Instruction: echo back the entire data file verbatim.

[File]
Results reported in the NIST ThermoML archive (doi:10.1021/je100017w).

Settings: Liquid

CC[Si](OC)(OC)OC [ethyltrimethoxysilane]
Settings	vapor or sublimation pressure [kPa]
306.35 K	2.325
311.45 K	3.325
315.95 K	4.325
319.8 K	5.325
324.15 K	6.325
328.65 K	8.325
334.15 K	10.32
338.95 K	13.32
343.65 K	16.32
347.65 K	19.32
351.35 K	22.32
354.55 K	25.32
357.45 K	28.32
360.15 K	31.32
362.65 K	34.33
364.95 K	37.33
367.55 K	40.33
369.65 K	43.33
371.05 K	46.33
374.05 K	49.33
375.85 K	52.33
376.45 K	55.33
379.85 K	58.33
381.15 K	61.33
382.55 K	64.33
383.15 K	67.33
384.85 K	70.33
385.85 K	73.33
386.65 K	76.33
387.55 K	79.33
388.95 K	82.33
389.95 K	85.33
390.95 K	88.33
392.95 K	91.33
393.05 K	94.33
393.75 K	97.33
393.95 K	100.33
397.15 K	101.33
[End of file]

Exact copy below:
Results reported in the NIST ThermoML archive (doi:10.1021/je100017w).

Settings: Liquid

CC[Si](OC)(OC)OC [ethyltrimethoxysilane]
Settings	vapor or sublimation pressure [kPa]
306.35 K	2.325
311.45 K	3.325
315.95 K	4.325
319.8 K	5.325
324.15 K	6.325
328.65 K	8.325
334.15 K	10.32
338.95 K	13.32
343.65 K	16.32
347.65 K	19.32
351.35 K	22.32
354.55 K	25.32
357.45 K	28.32
360.15 K	31.32
362.65 K	34.33
364.95 K	37.33
367.55 K	40.33
369.65 K	43.33
371.05 K	46.33
374.05 K	49.33
375.85 K	52.33
376.45 K	55.33
379.85 K	58.33
381.15 K	61.33
382.55 K	64.33
383.15 K	67.33
384.85 K	70.33
385.85 K	73.33
386.65 K	76.33
387.55 K	79.33
388.95 K	82.33
389.95 K	85.33
390.95 K	88.33
392.95 K	91.33
393.05 K	94.33
393.75 K	97.33
393.95 K	100.33
397.15 K	101.33